How does Hester's relationship with the town change as the years pass in "The Scarlet Letter"?

Expert Answers

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At the beginning of the story, Hester is the outcast of the town.  They revile her because of her sin, judging her and alienating her.  She lives on the edge of town and is not accepted into mainstream society.

As the years pass, the town will slowly start to accept and then to honor Hester.  It begins with her sewing.  Although they condemn her, the ladies of the town hypocritically accept the work of Hester the seamstress.  As more time passes, the actual ridicule fades away.  Hester's charity work is gratefully accepted.  The town begins to see her as an "elder" in the traditional sense, meaning that she is applied to for comfort and advise.  When she is buried, her grave is marked with an "A", but that "A" is no longer connected to the idea of adultery.  It has become connected with angel and with able, the true nature of Hester.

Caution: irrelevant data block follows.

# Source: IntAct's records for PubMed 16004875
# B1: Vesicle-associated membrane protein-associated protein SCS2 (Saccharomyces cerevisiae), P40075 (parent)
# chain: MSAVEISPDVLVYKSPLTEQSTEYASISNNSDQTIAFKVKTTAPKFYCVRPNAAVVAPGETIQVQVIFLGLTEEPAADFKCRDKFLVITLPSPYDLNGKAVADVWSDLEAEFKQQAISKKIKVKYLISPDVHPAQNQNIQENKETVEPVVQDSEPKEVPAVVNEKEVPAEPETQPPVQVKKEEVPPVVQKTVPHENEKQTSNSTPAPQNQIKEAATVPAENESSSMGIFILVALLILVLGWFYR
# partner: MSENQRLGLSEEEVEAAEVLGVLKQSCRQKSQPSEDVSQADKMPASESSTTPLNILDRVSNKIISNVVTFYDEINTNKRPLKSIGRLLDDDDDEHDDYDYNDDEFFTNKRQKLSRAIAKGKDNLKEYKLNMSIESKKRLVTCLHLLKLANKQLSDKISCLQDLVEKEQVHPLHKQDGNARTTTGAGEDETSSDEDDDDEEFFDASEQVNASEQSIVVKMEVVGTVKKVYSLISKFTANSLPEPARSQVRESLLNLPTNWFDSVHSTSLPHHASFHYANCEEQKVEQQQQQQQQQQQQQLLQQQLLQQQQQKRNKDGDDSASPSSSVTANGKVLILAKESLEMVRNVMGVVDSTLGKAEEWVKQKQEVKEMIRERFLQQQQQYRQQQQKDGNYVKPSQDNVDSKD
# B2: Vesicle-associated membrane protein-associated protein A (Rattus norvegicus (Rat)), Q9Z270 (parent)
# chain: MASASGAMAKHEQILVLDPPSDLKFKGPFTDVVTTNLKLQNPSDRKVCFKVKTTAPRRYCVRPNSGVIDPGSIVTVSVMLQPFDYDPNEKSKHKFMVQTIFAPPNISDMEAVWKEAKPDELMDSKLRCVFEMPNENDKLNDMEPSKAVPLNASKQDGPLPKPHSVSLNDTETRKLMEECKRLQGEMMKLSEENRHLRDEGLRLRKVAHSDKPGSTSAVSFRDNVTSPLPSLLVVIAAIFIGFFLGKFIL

What is ironic about her relationship with the town is that, as bad as it is in the beginning, Hester chose it herself.  She was not required to stay, but made staying her penitence for her sin:

"Here, she said to herself, had been the scene of her guilt, and here should be the scene of her earthly punishment; and so, perchance, the torture of her daily shame would at length purge her soul."

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